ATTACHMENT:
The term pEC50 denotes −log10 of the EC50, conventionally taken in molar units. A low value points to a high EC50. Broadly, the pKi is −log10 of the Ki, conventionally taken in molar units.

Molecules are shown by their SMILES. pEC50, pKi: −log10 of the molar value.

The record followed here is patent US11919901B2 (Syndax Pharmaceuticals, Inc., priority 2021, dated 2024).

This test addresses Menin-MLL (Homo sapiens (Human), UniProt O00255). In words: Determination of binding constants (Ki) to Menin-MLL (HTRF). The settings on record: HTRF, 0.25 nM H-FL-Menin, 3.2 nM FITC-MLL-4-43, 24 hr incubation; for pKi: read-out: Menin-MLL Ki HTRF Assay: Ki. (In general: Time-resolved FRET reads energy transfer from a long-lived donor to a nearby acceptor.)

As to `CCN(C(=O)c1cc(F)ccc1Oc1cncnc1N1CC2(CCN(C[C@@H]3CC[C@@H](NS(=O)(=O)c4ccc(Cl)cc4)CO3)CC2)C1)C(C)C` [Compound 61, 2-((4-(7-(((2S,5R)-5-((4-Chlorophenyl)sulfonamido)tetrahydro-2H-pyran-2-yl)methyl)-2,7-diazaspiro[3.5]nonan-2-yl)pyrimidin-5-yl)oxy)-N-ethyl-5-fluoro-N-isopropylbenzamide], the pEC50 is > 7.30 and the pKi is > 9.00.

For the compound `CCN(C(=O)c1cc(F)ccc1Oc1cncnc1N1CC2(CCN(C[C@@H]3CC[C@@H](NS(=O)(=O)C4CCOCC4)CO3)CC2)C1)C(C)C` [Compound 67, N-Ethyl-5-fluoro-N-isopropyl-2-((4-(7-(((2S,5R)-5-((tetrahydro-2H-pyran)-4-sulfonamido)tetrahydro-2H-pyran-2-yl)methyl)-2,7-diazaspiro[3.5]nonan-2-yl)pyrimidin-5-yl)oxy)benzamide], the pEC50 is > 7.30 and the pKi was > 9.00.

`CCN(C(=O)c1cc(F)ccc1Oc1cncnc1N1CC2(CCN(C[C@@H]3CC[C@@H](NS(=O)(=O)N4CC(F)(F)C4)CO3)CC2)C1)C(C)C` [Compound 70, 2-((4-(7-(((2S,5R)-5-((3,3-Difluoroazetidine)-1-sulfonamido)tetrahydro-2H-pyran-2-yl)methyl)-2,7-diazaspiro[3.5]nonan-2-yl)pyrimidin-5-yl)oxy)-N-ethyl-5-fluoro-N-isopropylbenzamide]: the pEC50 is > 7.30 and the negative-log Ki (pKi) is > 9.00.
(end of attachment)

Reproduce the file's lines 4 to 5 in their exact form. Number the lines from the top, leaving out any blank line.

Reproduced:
This test addresses Menin-MLL (Homo sapiens (Human), UniProt O00255). In words: Determination of binding constants (Ki) to Menin-MLL (HTRF). The settings on record: HTRF, 0.25 nM H-FL-Menin, 3.2 nM FITC-MLL-4-43, 24 hr incubation; for pKi: read-out: Menin-MLL Ki HTRF Assay: Ki. (In general: Time-resolved FRET reads energy transfer from a long-lived donor to a nearby acceptor.)

As to `CCN(C(=O)c1cc(F)ccc1Oc1cncnc1N1CC2(CCN(C[C@@H]3CC[C@@H](NS(=O)(=O)c4ccc(Cl)cc4)CO3)CC2)C1)C(C)C` [Compound 61, 2-((4-(7-(((2S,5R)-5-((4-Chlorophenyl)sulfonamido)tetrahydro-2H-pyran-2-yl)methyl)-2,7-diazaspiro[3.5]nonan-2-yl)pyrimidin-5-yl)oxy)-N-ethyl-5-fluoro-N-isopropylbenzamide], the pEC50 is > 7.30 and the pKi is > 9.00.